A Look At Wild Rabbit Hormonal Behaviors

By: Chewy EditorialUpdated:

A Look At Wild Rabbit Hormonal Behaviors

In wild rabbits, behaviors such as nudging noses and nibbling each other’s fur are seen only rarely, usually as a prelude to mating. This does not mean that this is the only time affectionate behavior occurs. It simply reflects that it can be quite dangerous for rabbits above ground to indulge in such activities when there may be a predator lurking, just waiting to catch them off guard. (This also explains why rabbit courtship tends to be brief and mating even shorter.)

During courtship, both animals remain alert to possible danger, and the proceedings will put on hold at a moments notice. The male rabbit will follow a female rabbit that is sexually receptive, keeping some 15 feet behind her as she feeds. Gradually, if she seems willing, he will get closer to her and start to circle her in a stiff-legged, swaggering walk with his tail held high over his back.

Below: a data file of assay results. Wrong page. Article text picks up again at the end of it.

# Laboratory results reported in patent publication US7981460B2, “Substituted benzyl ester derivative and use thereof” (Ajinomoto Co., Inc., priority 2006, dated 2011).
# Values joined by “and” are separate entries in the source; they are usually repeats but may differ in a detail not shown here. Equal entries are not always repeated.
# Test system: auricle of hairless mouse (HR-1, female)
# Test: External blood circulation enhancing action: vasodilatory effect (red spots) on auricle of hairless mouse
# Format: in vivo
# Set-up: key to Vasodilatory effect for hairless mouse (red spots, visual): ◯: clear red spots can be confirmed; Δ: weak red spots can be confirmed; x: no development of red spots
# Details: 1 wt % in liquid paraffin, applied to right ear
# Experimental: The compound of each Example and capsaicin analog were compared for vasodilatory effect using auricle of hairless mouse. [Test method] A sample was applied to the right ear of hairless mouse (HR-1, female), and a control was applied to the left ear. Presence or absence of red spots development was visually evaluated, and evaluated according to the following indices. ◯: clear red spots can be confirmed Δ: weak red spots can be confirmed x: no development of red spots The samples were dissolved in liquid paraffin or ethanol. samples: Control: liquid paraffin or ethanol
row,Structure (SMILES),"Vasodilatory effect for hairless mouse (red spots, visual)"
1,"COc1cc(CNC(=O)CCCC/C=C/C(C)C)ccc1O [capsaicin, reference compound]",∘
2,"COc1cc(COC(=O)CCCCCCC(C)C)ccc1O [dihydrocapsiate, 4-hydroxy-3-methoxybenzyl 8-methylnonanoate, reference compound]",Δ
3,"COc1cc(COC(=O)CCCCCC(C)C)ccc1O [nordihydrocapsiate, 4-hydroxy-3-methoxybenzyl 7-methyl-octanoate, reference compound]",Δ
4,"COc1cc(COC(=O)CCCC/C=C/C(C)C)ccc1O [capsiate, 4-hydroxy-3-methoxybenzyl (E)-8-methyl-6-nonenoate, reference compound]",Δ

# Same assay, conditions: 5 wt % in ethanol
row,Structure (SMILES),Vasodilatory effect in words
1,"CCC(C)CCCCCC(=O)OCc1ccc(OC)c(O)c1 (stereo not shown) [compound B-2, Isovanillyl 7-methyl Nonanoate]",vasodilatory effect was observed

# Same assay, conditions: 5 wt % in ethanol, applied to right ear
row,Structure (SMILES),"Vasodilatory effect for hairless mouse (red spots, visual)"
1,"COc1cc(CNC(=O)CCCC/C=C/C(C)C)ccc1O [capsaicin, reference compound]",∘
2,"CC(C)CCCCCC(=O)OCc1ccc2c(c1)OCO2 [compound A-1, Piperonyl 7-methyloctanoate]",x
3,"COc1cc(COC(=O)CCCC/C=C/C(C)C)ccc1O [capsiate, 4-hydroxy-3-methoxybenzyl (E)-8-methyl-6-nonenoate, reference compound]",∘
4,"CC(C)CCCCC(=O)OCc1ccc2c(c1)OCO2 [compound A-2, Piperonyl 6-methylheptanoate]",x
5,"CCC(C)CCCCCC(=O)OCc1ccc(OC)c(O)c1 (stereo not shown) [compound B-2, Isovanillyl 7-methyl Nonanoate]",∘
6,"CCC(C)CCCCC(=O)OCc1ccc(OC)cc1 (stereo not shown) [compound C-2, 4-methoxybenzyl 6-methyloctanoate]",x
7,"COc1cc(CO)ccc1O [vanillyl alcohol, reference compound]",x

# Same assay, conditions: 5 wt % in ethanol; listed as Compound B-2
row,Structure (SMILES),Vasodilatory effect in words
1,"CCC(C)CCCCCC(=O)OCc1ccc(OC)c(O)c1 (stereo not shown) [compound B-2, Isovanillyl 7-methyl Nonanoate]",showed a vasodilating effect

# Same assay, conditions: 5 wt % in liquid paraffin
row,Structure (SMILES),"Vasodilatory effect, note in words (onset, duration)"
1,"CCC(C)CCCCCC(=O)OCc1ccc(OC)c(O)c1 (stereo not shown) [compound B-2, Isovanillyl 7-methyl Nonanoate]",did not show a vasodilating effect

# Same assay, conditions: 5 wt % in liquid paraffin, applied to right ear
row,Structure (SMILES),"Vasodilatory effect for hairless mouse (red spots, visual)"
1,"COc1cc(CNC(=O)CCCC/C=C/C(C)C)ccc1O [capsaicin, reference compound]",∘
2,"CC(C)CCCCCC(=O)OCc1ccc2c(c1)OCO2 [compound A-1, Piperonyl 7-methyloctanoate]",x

Sometimes the female rabbit will play hard to get and simply continue eating. In this case the male rabbit may rush past her, twist his hindquarters as he goes by and squirt her with urine, just to make the point. (Perhaps this is the rabbit equivalent of a bunch of red roses.) If the female is interested, she and he may indulge in a bit of mutual grooming before mating as well as afterward.

Mating itself is a very rapid affair, with the male rabbit straddling the female rabbit with his forelegs, gripping her neck with his teeth. After a few thrusts, he will ejaculate and, rather unceremoniously, momentarily lose consciousness and fall off her sideways. Usually after mating, both partners will resume the nightly activity of feeding.

Mutual grooming is definitely part of rabbit behavior that indicates a bond, regardless of whether the rabbits are neutered/spayed. It will be directed not only to each other, but also at their favorite people. So when your rabbit comes to lick and gently nibble you, know that this is its way of saying “I love you.”

By: Anne McBride, Ph.D.

Featured Image: Via Alexas_Fotos/Pixabay



By: Chewy EditorialUpdated: